It would be an error to think that only imperfect charity is of precept, and that only the degrees of this virtue superior to the lowest degree are of counsel. They fall under the precept, if not as something to be realized immediately, at least as that toward which we must tend.(14) Thus, by virtue of the law of his development, a child must grow in order to become a man, otherwise he would not remain a child, but would become a deformed dwarf. The same is true in the spiritual life.(15) The law of growth has serious demands. If the divine seed, placed in us by baptism, does not develop, it runs the risk of dying, of being choked out by weeds, as we read in the parable of the sower. In the spiritual life these abnormal souls are certainly not the true mystics, but the retarded and the lukewarm.

Hard words, which are ignored by most teachers, spiritual directors, and priests...why?

Perfection is an end toward which all must tend, each according to his condition. This capital point of spiritual doctrine, forgotten by some modern theologians, was highlighted in 1923 by Pius XI in his encyclical Studiorum ducem, in which he presents St. Thomas to us as the undisputed master not only of dogmatic and moral theology, but also of ascetical and mystical theology. Pius XI draws particular attention to the doctrine of the Angelic Doctor, namely, that the perfection of charity falls under the supreme precept as the end toward which every Christian must tend according to his condition in life.(16)

This seeking of perfection, and the desire to love God, is THE call of our life.

That same year Pius XI, in another encyclical, recalled the fact that St. Francis de Sales taught the same doctrine.(17)

I looked at Francis de Sales, earlier in the series...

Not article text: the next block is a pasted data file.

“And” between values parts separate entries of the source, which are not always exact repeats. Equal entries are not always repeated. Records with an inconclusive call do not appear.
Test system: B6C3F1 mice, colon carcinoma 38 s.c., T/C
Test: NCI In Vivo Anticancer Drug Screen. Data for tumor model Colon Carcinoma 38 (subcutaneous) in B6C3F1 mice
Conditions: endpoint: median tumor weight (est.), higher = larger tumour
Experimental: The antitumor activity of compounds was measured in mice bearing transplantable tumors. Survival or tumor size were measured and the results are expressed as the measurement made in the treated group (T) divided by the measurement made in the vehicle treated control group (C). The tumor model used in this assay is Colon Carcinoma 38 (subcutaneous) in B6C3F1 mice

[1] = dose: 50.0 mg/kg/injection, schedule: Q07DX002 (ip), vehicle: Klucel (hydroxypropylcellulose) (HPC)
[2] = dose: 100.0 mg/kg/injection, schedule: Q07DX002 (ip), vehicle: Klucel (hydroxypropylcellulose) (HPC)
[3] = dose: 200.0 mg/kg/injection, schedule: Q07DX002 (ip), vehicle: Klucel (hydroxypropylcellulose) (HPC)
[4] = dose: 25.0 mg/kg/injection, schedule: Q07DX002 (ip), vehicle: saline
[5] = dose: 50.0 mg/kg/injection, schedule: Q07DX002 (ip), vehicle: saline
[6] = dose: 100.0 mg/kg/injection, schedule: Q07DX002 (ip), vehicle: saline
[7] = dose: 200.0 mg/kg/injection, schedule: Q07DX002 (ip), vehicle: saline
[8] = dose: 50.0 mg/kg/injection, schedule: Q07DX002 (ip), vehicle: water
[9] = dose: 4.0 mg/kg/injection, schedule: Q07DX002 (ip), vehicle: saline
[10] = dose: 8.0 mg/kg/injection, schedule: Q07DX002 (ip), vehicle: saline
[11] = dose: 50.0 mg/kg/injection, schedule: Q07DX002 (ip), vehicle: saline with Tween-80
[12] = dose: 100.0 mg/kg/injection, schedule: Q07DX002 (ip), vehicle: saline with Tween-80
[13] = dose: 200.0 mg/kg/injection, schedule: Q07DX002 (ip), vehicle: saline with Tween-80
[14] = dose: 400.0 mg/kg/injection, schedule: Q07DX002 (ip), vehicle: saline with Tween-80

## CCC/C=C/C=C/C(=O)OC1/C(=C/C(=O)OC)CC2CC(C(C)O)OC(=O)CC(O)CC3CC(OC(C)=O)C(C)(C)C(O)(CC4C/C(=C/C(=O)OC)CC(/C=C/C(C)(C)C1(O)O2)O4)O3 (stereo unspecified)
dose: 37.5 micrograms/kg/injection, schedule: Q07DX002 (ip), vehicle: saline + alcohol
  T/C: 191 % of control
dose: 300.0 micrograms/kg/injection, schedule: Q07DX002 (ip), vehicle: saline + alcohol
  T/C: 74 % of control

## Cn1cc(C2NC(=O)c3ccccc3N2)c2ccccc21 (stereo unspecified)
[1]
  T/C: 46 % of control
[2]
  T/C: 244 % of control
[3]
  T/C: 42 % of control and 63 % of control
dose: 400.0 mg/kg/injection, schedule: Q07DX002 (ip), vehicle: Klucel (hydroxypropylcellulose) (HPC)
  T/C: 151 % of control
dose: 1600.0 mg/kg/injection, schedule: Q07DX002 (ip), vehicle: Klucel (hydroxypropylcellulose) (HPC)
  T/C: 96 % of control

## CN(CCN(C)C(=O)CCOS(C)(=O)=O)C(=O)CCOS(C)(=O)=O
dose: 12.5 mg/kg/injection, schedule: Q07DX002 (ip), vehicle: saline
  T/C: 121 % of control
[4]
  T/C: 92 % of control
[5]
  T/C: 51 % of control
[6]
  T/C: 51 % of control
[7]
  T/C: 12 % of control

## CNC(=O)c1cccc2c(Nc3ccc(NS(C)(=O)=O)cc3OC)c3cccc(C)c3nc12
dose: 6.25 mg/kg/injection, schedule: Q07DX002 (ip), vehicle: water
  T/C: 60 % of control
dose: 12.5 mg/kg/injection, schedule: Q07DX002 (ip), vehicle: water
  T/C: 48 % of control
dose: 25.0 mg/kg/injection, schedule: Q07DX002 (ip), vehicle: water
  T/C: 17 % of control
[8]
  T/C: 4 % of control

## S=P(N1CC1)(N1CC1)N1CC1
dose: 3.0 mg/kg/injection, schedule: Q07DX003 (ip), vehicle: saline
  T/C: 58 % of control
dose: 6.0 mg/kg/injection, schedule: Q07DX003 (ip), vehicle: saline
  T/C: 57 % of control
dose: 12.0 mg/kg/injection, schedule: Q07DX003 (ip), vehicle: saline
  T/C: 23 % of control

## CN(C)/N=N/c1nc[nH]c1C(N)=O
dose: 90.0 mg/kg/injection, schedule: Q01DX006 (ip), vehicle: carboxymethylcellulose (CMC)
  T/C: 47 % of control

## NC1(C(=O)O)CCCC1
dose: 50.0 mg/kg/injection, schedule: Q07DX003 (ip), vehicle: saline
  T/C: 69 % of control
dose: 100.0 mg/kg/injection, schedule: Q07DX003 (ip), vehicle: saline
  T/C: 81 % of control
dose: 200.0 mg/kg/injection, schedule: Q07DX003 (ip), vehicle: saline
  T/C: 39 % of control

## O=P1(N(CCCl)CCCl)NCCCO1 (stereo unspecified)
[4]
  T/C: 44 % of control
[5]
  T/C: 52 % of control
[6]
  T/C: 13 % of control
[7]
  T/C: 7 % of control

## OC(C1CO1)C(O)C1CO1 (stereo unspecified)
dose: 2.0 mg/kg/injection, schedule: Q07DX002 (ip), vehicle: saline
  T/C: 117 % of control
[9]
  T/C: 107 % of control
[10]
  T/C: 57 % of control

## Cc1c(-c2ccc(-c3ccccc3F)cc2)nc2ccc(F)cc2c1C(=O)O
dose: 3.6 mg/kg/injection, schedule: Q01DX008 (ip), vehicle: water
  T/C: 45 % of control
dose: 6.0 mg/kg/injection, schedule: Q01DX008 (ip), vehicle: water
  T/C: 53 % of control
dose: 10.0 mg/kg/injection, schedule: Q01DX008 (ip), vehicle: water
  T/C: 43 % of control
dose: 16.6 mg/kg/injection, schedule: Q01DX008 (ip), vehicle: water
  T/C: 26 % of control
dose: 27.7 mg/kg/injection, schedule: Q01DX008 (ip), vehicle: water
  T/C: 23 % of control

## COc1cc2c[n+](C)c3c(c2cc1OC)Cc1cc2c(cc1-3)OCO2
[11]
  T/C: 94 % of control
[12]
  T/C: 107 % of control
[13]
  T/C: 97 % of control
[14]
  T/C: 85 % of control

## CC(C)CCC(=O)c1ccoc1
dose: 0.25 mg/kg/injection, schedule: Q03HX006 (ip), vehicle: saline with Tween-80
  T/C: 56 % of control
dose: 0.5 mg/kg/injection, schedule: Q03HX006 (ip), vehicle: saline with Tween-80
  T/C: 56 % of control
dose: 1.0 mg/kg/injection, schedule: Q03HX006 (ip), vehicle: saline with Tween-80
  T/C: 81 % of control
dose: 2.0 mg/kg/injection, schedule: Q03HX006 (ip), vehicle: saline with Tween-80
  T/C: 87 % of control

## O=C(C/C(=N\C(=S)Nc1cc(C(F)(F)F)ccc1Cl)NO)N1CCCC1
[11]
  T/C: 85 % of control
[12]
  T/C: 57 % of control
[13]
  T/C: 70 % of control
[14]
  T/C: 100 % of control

Three consequences, which we shall develop farther on, result from this doctrine: (I) In the way of salvation, he who does not advance, goes back. Why is this so? Because it is a law that one must always advance, under penalty of becoming a retarded soul, just as a child who does not develop as he should, becomes abnormal.

1) If one is not progressing, one is sliding back-this is a "law" of spiritual growth.

 (2) The progress of charity should indeed be more rapid in proportion as we approach nearer to God, who draws us more strongly. Thus the movement of a falling stone is so much the more rapid as the stone approaches the earth which attracts it. (3) Lastly, since such is the loftiness of the first precept, assuredly actual graces are progressively offered to us proportionate to the end to be attained, for God does not command the impossible. He loves us more than we think. In return, we must give Him our love.

As with a stone in gravity, if we start the journey towards perfection, we shall grow more and more quickly in grace.

When we have succeeded in loving Him with all our heart, even with an affective love, we must love Him with all our soul, with an effective love, with all our strength, when the hour of trial strikes for us, and finally, with all our mind, progressively freed from the fluctuations of the sensible faculties

This movement of the spirit must break away from going forward and moving back-a sad but all too common occurrence. I go forward and I go back. Only with God's grace can I continue to go forward.

that, henceforth spiritualized, we may become truly "adorers in spirit and in truth."

And, Adoration is a sure way of becoming perfect. Take time to go forward...

All this doctrine shows that sanctification must not be too greatly separated from salvation, as is done by those who say: "I shall never become a saint; it is enough for me to be saved." This statement contains an error of perspective. Progressive sanctification is, in reality, the way of salvation. In heaven there will be only saints, and, in this sense of the word, each of us must strive for sanctity.

To be saved, or to think that one only wants to be saved is not enough. 

This is the penultimate post on perfection. I shall have one more.